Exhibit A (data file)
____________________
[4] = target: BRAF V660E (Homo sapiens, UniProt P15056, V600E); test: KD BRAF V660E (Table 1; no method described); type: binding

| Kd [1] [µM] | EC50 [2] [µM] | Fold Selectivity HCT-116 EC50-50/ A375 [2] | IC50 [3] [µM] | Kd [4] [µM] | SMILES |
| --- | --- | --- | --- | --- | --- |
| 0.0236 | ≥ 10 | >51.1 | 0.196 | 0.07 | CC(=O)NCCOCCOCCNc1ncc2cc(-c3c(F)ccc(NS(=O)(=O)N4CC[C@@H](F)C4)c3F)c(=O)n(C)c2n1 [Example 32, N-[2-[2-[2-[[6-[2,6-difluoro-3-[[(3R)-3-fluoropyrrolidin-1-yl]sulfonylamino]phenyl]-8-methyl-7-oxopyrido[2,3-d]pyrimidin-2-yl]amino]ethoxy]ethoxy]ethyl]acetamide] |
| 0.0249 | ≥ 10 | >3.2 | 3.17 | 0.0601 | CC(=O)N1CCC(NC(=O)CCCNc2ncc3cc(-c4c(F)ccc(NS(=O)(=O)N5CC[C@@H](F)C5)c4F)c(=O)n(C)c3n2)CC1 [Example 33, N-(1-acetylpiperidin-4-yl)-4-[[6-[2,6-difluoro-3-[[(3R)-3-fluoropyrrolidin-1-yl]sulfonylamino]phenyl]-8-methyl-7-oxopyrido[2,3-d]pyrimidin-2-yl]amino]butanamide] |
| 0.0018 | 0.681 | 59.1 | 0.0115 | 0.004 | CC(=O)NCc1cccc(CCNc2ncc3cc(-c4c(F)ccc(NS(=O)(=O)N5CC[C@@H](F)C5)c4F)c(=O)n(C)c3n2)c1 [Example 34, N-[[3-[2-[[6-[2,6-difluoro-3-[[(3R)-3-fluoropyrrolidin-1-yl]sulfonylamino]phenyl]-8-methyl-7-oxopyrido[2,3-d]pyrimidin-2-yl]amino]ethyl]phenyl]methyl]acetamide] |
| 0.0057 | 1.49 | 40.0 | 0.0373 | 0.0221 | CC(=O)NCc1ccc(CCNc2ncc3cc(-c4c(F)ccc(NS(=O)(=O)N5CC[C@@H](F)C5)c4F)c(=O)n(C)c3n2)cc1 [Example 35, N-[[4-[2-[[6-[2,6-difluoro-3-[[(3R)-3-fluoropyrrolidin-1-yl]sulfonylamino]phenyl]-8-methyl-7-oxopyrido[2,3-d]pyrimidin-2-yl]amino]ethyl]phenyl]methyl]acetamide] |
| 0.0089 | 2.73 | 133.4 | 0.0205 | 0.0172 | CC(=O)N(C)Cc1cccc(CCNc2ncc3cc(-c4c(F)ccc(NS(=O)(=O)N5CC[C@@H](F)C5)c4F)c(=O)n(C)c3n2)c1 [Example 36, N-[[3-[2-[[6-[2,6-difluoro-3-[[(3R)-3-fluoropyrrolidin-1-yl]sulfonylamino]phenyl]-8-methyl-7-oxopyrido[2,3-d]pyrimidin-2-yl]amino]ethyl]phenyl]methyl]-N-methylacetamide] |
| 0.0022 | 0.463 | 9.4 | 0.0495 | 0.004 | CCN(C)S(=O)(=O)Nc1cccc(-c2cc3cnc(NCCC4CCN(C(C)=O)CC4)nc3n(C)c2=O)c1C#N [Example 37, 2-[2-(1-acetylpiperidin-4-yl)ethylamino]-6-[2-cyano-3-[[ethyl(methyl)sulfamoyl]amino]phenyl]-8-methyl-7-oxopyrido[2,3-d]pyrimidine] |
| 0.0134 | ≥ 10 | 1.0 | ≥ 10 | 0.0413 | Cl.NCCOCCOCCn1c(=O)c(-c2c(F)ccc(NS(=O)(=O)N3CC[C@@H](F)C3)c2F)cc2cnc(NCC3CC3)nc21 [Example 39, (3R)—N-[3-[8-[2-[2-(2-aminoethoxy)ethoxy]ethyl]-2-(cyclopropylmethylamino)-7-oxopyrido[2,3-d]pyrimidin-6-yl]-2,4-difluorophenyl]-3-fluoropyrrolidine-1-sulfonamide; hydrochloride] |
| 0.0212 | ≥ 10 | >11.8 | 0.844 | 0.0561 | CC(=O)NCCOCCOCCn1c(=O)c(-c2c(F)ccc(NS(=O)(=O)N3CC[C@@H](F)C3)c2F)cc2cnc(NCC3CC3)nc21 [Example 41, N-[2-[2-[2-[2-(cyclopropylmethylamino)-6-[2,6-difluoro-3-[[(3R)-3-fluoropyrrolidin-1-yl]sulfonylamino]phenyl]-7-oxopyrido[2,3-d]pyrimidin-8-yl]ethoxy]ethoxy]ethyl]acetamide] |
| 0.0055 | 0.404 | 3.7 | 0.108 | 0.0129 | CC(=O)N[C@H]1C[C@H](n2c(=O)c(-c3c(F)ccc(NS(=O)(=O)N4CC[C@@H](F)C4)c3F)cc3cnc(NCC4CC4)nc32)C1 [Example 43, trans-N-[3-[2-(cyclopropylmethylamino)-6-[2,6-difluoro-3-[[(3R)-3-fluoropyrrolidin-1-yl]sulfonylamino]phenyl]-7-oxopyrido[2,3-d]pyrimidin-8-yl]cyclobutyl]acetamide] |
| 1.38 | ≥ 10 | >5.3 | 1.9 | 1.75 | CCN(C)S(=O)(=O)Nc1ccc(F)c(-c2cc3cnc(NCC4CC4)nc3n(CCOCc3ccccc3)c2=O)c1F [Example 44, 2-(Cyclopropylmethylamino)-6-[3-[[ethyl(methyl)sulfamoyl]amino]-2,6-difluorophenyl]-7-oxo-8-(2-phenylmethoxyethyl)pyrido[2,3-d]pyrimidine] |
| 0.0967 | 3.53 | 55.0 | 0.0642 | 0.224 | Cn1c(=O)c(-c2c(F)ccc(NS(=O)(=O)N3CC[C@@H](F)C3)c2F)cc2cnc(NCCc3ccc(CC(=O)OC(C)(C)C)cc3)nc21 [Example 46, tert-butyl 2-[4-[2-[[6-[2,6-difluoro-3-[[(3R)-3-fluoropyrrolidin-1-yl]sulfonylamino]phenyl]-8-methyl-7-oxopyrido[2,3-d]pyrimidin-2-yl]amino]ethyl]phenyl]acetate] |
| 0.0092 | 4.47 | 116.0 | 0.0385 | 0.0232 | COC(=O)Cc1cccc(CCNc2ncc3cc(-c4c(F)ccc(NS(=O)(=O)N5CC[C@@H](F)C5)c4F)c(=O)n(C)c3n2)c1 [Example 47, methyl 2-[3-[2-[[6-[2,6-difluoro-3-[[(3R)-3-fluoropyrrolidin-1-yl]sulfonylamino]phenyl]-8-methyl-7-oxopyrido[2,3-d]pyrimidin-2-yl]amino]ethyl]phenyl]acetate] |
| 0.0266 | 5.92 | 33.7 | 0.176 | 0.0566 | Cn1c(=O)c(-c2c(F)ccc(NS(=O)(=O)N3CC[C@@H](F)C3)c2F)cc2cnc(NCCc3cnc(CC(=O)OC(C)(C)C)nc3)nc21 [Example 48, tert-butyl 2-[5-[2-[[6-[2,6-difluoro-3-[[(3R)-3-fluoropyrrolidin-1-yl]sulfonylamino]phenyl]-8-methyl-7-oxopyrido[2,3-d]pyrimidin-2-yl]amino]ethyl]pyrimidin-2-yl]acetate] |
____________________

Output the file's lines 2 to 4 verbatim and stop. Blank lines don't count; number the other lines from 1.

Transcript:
| Kd [1] [µM] | EC50 [2] [µM] | Fold Selectivity HCT-116 EC50-50/ A375 [2] | IC50 [3] [µM] | Kd [4] [µM] | SMILES |
| --- | --- | --- | --- | --- | --- |
| 0.0236 | ≥ 10 | >51.1 | 0.196 | 0.07 | CC(=O)NCCOCCOCCNc1ncc2cc(-c3c(F)ccc(NS(=O)(=O)N4CC[C@@H](F)C4)c3F)c(=O)n(C)c2n1 [Example 32, N-[2-[2-[2-[[6-[2,6-difluoro-3-[[(3R)-3-fluoropyrrolidin-1-yl]sulfonylamino]phenyl]-8-methyl-7-oxopyrido[2,3-d]pyrimidin-2-yl]amino]ethoxy]ethoxy]ethyl]acetamide] |